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PostPosted: Thu Jan 25, 2018 9:20 am 
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As far as wood goes, a little materials research might go a long way.

On top of my head, acacia would be the best material i know of:

-hard enough
-inflexible (minimal swelling)
-pretty strong, too, despite inflexibility
-doesn't soak
-doesn't scratch
-doesn't splinter
-doesn't develop heat marks easily
-plentiful (ie not threateded by extinction)
-while naturally growing in australia, it is cultivated for manufacture throughout east asia including china

and:
-pretty nice to look at too, IMO.

Might be suitable for cartridges for the same reasons it is suitable for soup bowls and serving platters.
Question is price point and if it is suitable at all for tooling (hardness may play into that negatively).

---
Mystic Searches has a wooden deluxe variant, btw.

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PostPosted: Thu Jan 25, 2018 10:40 am 
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FrankenGraphics wrote:
Mystic Searches has a wooden deluxe variant, btw.


Hunh, well there you go:
http://austinmckinley.com/8bit/the-shop.html

I had seen that in the kickstarter campaign but I had assumed it was just a solid wood block. Not sure if that prototype in the photo actually contains a working PCB but they're accepting orders so I guess they intend to make good on it either way.


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PostPosted: Thu Jan 25, 2018 10:58 am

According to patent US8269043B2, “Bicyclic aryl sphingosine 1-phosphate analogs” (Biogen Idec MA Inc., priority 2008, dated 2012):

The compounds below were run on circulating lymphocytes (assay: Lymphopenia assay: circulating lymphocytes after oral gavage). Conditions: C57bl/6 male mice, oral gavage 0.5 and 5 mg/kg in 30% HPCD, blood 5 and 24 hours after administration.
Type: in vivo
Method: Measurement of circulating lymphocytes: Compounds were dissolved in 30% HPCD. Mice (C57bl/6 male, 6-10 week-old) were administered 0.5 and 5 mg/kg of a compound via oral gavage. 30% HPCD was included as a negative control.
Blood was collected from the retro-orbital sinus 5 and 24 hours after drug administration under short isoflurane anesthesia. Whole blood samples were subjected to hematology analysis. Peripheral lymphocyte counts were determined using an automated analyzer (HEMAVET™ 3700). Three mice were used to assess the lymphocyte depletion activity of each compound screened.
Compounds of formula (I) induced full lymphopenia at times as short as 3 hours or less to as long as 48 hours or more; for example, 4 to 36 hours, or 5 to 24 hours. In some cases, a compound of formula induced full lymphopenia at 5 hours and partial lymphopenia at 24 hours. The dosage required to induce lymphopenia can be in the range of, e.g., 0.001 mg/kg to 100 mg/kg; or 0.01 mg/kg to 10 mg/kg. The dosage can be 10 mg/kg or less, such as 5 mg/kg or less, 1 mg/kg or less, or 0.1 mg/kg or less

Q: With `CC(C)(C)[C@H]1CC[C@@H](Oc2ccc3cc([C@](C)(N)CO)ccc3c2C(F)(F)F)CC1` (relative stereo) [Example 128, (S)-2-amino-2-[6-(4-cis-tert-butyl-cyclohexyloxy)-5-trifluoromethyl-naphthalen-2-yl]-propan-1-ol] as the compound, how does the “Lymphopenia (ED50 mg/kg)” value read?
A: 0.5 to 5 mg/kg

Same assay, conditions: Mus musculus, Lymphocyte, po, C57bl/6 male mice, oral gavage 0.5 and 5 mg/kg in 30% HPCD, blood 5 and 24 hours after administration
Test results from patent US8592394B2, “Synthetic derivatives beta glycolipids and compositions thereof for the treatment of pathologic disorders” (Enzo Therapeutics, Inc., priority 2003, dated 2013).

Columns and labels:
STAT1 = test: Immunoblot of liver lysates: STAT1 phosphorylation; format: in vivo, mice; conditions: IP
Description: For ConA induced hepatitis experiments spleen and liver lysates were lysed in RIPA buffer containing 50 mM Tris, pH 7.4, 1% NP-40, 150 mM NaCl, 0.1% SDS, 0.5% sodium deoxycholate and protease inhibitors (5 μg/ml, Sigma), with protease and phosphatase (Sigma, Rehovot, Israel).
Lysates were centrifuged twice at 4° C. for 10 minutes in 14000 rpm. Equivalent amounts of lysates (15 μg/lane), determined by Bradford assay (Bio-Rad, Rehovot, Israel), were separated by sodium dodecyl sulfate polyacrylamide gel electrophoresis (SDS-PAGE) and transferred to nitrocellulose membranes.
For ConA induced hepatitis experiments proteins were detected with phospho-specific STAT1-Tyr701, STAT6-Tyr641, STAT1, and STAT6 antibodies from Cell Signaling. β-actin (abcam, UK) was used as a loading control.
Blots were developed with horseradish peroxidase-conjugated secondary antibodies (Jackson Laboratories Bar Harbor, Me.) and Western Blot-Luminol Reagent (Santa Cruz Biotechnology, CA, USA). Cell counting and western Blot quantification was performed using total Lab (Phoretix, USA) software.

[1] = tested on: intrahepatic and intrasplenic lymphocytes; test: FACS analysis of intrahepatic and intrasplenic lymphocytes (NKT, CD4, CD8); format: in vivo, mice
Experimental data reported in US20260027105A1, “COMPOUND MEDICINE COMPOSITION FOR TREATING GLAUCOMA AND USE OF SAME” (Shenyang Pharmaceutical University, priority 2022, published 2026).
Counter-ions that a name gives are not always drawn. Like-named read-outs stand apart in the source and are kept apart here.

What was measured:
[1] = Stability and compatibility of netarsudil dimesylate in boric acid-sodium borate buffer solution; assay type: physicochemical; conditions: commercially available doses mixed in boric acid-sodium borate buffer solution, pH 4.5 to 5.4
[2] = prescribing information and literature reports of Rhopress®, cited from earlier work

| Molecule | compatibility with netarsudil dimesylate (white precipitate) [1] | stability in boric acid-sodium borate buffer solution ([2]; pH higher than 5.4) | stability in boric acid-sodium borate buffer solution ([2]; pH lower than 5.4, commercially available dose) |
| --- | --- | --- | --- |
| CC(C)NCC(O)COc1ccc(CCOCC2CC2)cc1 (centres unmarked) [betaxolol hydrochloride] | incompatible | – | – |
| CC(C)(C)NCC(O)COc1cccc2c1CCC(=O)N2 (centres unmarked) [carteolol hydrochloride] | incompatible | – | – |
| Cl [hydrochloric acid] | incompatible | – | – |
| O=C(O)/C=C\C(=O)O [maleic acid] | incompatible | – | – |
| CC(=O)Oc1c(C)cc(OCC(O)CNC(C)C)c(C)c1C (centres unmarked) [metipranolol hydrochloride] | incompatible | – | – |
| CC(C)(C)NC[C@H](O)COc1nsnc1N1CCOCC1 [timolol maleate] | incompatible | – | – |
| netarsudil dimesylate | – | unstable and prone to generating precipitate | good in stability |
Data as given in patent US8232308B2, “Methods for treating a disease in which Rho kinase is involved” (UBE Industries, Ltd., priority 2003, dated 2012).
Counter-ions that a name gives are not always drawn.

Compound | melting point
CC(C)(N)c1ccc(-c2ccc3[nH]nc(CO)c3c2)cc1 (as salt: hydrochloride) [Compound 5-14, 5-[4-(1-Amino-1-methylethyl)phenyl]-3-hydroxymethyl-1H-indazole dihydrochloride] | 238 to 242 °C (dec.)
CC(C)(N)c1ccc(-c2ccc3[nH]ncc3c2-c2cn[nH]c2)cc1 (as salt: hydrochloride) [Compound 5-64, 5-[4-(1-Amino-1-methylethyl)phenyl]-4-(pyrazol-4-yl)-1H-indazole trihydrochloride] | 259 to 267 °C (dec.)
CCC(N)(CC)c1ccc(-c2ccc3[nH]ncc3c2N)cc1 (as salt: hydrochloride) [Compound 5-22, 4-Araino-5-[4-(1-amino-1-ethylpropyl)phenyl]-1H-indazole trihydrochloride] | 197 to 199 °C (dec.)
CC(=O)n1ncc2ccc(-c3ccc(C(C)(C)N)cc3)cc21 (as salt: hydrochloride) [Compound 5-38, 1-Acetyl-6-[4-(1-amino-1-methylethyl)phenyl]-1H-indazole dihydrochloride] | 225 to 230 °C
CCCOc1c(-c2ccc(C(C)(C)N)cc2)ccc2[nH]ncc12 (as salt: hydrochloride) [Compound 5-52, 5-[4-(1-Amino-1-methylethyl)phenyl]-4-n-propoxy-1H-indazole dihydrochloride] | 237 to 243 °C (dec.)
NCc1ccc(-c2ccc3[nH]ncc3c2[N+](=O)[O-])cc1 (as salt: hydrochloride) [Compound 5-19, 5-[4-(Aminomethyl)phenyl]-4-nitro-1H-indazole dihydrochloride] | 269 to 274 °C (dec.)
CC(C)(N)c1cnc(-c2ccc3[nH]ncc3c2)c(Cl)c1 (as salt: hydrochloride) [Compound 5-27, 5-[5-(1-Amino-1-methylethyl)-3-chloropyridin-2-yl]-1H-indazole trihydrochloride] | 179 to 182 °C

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Looks like wood is more expensive and not the best material for a case, wich I still think plastic is the best.
That may fit better on a kind of woodcrafted case, some kind of comemorative stuf.
I could have written on it "Handmade with pride". :lol:

Maybe some metal like aluminium, steel or even iron?
I have no idea of how this would be molded.
Maybe with small pieces made of metal and hold together with screws or soldered?

nesrocks wrote:
What about changing the cartridge design to cheapen the deal?

I remember seeing some 72 pin cartridges with cases that were about the same size of the 60 pin ones.
Have you guys ever seem cartridges like these ones?
I think they were more or less common here in Brazil.
Looks like the manufacturers just got a bunch of MSX cases and used them for their NES pirates.
I have one of these and needed to trim the case on the sides to allow it to be inserted easily on my nes clone.
I'm not sure how easy would be to insert on the original NES console.

Heck, I've read sometime ago that on the jail an arrested guy killed another with a knife made of toilet paper! :shock:
But I gues a case made of toilet paper would be very odd and probably expensive to make too.

Edit: Great Rainwarrior!! That's a very nice wooden case!!


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PostPosted: Thu Jan 25, 2018 11:03 am 
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And while we're designing a new shell, would it be worthwhile to make it take labels in the sizes standard by Avery instead of what I guess is an oddball size? Or is the NES cart label size some Japanese standard?


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PostPosted: Thu Jan 25, 2018 11:30 am 
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Quote:
Maybe some metal like aluminium, steel or even iron?


It's not uncommon to either cast or tool aluminium for products which need to be rugged (game paks needn't). You can anodize or powder paint aluminium with good, sturdy results (Naked aluminium will scratch and indent because it's soft). You don't need a casting matrix, just a vector file for your tooling machine. You're not going to be near beating the price per unit of plastic, though, + this method is a little wasteful, resourcewise.